Artist: A Stick And A Stone
Genre: Avant-Garde / Doom / Psychedelic Folk / Darkwave / Drone / Choral Music
Release Date: 15th January 2021
Label: Anima Records
A STICK AND A STONE were formed in 2007 by transgendered vocalist and composer Elliott Miskovicz and on first listen I am reminded of the choral darkness that emanates from that German Chanteuse of dark self-reflective cynicism and despair, SOPOR AETERNUS. Whereas SOPOR AETERNUS uses Baroque stylings to imbue the music with its miserableness, Elliott Miskovicz uses more classical, avant-garde themes. What we have here are 11 tracks of slow dark meanderings through wooded mists and fogs that's not only beautiful but disorientating. ‘Versatile’ explores themes such as the versatility of queer love “with songs for friends and freedom fighters, woodlands and waterways”. The album was recorded off grid after Elliott had spent a lifetime in the urban jungle that is Philadelphia. The area where this all transpired, I assume is within the green canopies that surround Portland Oregon.
The album is very earthy and mossy and the images conjured are of tall trees, dampness, the smell of pine and earth and organic decay, dew and cobwebs and the flitting of life from here to there. In places it’s ethereal and dreamy and in others it’s sleep inducing. I totally get the premise that a quieter environment invigorates the creative juices and the healing process, whether physical or mental. Whatever you need you seek if it works for you. This works for Elliot because the whole piece is rich in tone colours and depth. This is a piece for putting thoughts in order, 11 spells that inculcate whatever feelings and processes are needed to get you into that “space”. There is no self-pity here, just questions, observations and musings that conjure up the answers to coping with new situations. And old ones!
The album opener, ‘The Husband Of Wind’ is lamentable in feel and has eerie triplets that dip in and out near the centre of the track and again towards the end along with a simple hypnotic and slow drum beat. The track sets the foggy and dreamy scene perfectly. I have an image of an androgynous nun knelt in the woods by a fallen tree with the silence for witness. The next track ‘Horsetail’ follows a similar path but with a more emphatic thump of the drum. This is where the vocal of Austra sets in motion my reminiscences. And the drone note of the Viola has the effect of sticking down like a spider’s web.
The howl of wolves motivates the ‘Hunter’ into motion and remains in the background throughout the track. The cello is evocative and woody with an overall sound similar to the band DARKHER. My mind’s eyes see open moorland scattered with the odd gnarly tree under grey skies that carry the wolves’ howl. Love this! ‘Heart Of A Whale’ moves along spectrally to the plucks of harp whilst ‘Sullivan’ makes use of the warmer tones of Spanish Guitar and the alto voice of the Viola. The finale is the BJORK sounding ‘Homewrecker’. It sounds like I’m sat in an echo chamber of harps that confounds the senses whilst the voice jumps in and pummels me with open palmed hands. It’s as if the ethereal dreamscape has to be slapped out of me before I succumb permanently to slower brainwaves.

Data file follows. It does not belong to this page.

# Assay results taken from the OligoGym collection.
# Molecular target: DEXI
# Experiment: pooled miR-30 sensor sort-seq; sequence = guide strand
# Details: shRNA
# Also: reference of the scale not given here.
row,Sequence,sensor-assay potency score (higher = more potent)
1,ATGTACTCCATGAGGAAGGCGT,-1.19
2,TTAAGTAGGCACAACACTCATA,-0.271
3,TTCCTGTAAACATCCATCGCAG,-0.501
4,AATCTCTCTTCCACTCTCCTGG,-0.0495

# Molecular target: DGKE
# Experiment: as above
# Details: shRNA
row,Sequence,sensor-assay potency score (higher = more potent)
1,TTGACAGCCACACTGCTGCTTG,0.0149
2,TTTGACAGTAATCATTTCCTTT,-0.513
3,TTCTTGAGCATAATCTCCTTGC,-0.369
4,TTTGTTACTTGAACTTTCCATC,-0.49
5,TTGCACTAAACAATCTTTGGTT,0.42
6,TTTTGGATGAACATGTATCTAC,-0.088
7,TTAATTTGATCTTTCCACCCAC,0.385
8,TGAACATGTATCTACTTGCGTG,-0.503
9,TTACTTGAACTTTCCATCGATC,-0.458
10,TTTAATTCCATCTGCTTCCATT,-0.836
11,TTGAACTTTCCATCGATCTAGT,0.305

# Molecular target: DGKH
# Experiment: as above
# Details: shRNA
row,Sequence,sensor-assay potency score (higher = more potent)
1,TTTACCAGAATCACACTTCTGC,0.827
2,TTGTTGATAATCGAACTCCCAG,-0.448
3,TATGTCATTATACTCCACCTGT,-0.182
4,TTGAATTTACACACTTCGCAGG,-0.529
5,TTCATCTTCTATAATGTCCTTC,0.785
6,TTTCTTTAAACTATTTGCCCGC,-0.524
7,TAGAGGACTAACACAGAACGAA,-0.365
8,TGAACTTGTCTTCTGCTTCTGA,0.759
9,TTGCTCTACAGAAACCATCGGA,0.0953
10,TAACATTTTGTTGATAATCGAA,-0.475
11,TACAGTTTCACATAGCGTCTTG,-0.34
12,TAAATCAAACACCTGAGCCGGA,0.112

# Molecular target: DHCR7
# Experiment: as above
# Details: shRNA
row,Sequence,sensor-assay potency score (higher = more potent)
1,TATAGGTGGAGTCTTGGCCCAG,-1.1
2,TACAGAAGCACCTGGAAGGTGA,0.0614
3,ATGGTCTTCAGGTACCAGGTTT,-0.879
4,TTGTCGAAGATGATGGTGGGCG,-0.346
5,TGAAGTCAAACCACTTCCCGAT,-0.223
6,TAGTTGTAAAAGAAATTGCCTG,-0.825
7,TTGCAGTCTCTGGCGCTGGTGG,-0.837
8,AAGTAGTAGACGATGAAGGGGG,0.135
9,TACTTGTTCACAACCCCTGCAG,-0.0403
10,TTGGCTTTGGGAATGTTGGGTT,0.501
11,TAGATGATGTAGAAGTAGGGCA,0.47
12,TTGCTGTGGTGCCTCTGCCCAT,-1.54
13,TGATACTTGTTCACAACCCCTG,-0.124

Now, the experiences of Elliott Miskowicz are experiences that the majority of us will not experience, don’t understand and for a fair few, don’t want to understand. That could be for many reasons but one of them could be that they are trying to understand their own experience and don’t have time for others. But in listening to this music, you will have feelings, memories and experiences of your own condition conjured up into consciousness. This will be the universal feelings that all of us feel regardless of who we are. And if this album achieves anything it is to help put you in touch with yourself.
Also, the vocal reminds me of Austra but with more “gnarled bark” in it. Austra tends to sing with a voice that smiles whilst being melancholic or reflective. The vocal on this album does not smile. In places it’s austere with a Jarboe, Sinead O’Connor feel to it! Having said what I have said above, I shall sum up with this. It’s a very good album but like a good whiskey you don’t “get it out of the drinks cabinet” like you would a bottle of beer, you know what I mean dear reader?
01. Husband Of Wind
03. Monster Men
07. Languages Unspoken
08. Oslo In Snow
09. Heart Of A Whale
Elliott Miskovicz - Vocals, Composition, Pump Organ, Piano, Marimba, Kalimba, Classical Guitar, Wood Flute, Percussive Branches, Bass Drum, Found Sound Excavation, Home Recording and Production.
Billy Ray Dover - Viola
Stelleaux Peach - Violin and Cello
Myles Donavan - Viola, Lever Harp and Crystal Glass
Sei Harris - Cello
Darian Scatton - Pedal Harp and Harp Recording
David Fylstra - Mixing, Tape Manipulation, Percussion and Percussion Recording
Total: 7.5 / 10
CD Review: A Stick And A Stone - Versatile
- Written by: Claudia Black
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